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Will the PlayStation 4 Be Called “PS4” in Japan? PSLS Investigates

I went on a journey of discovery today. I learned the real name of the alleged PS4.

What set me on my way is all the speculation about what the fourth PlayStation system could be called. PS4? PS-Next? The Gaikai…Station? Its codename, Orbis? We don’t know yet. Some have completely ruled out PlayStation 4, because of an old Japanese cultural superstition about the number four. You see, the digit 4 can be pronounced “shi,” but when written with a different kanji, “shi” can mean “death.” Culturally, one might compare it to the use of 13 in the West, where some hotels won’t mark the 13th floor because it is considered to be unlucky. Here in Japan, it is indeed sometimes considered uncool to give a wedding gift of money in an amount that includes a 4. I wondered, today: is there any truth to this?

I see 4’s all the time in phone numbers, prices at stores, and everywhere else. And previous PlayStations were never called by their Japanese numbers, but English ones, like how the PS3 is “Puree-sutee-shyon-tsuri,” (there’s no “th” in Japanese). I expected to go out and find all kinds of evidence thwarting the theory that the next PlayStation would be called the PS4, but quite to my surprise, I found that there’s no chance in the world that it will be called “PS4.”

I found at one building, a parking space number 4. I thought that its existence proved a lack of fear for this number, until I realized, no car was in this space. Where could a car owner possibly be on a Sunday afternoon? Spoiler alert: there never was any car.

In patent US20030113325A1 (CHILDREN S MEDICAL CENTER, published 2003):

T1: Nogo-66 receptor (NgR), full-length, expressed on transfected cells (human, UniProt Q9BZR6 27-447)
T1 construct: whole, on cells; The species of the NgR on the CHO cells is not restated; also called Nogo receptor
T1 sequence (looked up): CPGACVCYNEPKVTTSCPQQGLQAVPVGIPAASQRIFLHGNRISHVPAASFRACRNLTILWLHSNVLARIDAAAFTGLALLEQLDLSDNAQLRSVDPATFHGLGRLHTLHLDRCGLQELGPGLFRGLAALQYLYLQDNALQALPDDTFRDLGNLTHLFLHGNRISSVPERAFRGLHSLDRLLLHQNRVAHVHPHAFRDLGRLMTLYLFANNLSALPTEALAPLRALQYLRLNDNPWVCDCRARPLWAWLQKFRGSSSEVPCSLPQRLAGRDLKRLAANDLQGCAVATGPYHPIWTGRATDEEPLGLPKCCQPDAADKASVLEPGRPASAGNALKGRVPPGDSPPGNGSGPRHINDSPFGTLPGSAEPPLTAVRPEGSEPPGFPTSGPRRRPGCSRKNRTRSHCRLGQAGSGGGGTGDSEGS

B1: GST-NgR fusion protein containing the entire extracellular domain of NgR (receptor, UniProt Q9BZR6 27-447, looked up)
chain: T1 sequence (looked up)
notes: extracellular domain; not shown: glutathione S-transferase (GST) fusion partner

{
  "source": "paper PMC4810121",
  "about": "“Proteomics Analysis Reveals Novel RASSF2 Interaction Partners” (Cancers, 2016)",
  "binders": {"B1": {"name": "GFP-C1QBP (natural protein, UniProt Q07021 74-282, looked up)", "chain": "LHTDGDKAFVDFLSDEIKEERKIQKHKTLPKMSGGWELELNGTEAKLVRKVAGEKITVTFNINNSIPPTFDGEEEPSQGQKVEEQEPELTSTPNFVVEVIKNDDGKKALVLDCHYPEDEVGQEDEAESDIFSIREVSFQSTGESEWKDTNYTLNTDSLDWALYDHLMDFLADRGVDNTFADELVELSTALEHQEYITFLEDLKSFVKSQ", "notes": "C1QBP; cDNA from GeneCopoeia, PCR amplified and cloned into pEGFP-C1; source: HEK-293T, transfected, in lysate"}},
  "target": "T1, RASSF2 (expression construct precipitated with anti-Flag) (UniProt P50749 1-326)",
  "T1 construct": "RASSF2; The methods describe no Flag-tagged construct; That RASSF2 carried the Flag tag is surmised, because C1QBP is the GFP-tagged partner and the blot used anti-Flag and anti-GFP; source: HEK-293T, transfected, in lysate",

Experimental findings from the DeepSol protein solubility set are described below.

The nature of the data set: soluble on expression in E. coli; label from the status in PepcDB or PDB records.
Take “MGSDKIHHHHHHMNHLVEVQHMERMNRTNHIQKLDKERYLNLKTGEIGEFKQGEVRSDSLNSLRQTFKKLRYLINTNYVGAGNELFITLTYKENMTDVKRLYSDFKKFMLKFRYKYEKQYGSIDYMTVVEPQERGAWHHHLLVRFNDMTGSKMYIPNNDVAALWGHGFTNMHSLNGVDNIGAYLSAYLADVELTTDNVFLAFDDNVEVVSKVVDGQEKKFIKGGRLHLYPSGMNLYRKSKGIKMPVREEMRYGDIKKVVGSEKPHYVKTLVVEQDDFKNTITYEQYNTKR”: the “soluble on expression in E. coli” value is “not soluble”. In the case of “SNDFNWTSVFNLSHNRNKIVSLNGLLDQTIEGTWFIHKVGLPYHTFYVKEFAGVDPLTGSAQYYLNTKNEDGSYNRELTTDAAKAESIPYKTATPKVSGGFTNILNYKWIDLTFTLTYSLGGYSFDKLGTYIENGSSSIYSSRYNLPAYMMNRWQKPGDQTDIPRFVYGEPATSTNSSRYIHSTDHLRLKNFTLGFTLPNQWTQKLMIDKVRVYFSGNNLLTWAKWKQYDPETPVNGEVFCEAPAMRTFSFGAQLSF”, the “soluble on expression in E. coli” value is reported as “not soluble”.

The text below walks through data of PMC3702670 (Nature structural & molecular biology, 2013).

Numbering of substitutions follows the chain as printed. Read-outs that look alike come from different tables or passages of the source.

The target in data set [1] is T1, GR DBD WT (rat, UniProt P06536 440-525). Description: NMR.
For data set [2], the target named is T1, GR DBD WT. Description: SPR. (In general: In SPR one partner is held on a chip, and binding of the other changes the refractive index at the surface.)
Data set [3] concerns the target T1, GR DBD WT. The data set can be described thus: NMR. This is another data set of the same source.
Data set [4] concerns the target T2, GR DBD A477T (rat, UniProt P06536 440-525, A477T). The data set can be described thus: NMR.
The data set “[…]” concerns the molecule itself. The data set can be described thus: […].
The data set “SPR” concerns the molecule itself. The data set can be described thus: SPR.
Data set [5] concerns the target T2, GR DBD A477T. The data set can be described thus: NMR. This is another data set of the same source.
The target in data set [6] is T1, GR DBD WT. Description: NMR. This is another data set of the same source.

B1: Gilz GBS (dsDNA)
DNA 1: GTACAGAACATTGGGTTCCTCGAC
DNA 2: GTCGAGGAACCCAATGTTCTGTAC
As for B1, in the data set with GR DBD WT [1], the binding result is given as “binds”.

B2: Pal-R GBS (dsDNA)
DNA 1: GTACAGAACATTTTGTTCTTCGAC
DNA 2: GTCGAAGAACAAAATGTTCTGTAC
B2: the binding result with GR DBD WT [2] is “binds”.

In fact, space number 4’s emptiness has a domino effect into all other spaces after it. A domino effect…of death.

Asked why this place closes at 4:00, the owner of this place said “It gets really dead around then.” You don’t say.

The plague was even in my own house. Just look at these Japanese comics, or “manga” with that number on them. It’s no wonder book stores are dying.

What this place doesn’t tell you is that those hands are gonna chop you right to death.

You…you don’t wanna know what they’re doing to these poor cats:

I found these iPhone 4 accessories on the super discount shelf of a phone shop:

Isn’t the iPhone 4 successful? I would have thought so, but here we are watching its accessory prices drop like rocks. I asked the shop manager if iPhone 4 was the best selling smartphone and he said that it had been, for a straight year or two, but lately people had moved on. Sony runs marathons, not sprints, and a mere two years at the top of the charts will not do. I asked, “How many iPhone 4s do you sell in a day?” He said, “iPhone 4? We service them but don’t carry them. Everyone wants the new–” I had heard enough. It was time to go to the game shop, the place where the name “PS4” would really be put to the test.

Expecting to find evidence to the contrary, the game shop only served to prove that Japan has no tolerance for the number 4. Look at these obscure, unsold games. Don’t worry if you’ve never heard of them; no one else has either. They’re going for budget prices and I imagine will never be localized due to poor market performance in Japan.